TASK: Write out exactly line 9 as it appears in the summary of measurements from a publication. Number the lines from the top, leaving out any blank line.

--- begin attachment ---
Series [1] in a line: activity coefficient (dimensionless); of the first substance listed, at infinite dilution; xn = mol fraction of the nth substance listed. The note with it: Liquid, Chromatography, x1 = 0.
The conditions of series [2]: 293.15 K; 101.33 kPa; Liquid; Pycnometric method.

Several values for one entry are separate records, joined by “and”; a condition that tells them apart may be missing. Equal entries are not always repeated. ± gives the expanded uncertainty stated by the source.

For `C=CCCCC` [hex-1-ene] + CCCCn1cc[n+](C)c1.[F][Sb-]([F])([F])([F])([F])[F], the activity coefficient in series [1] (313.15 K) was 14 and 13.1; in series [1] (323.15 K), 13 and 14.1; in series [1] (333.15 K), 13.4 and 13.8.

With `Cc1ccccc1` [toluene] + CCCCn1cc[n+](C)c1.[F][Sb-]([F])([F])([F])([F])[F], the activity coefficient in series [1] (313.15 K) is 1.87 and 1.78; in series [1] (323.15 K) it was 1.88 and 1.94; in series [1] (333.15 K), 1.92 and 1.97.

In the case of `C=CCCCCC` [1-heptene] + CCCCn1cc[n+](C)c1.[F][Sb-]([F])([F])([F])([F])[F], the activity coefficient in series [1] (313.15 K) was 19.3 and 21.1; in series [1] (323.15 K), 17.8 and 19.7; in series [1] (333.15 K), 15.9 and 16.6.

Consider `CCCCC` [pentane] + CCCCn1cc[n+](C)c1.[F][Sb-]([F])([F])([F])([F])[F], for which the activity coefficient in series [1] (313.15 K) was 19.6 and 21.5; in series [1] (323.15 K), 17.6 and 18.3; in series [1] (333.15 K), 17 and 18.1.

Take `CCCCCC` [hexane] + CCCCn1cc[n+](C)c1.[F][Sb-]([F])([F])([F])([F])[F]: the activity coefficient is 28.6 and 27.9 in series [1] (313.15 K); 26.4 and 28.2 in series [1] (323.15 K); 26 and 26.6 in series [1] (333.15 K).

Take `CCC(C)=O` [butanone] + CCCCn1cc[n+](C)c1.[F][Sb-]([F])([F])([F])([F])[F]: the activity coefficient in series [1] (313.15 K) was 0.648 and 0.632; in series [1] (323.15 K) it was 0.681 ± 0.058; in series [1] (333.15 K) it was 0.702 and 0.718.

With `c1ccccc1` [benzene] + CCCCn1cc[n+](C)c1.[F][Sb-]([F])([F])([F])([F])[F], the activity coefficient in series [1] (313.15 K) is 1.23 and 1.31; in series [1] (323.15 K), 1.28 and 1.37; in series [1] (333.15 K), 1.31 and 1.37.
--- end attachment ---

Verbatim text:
Take `CCC(C)=O` [butanone] + CCCCn1cc[n+](C)c1.[F][Sb-]([F])([F])([F])([F])[F]: the activity coefficient in series [1] (313.15 K) was 0.648 and 0.632; in series [1] (323.15 K) it was 0.681 ± 0.058; in series [1] (333.15 K) it was 0.702 and 0.718.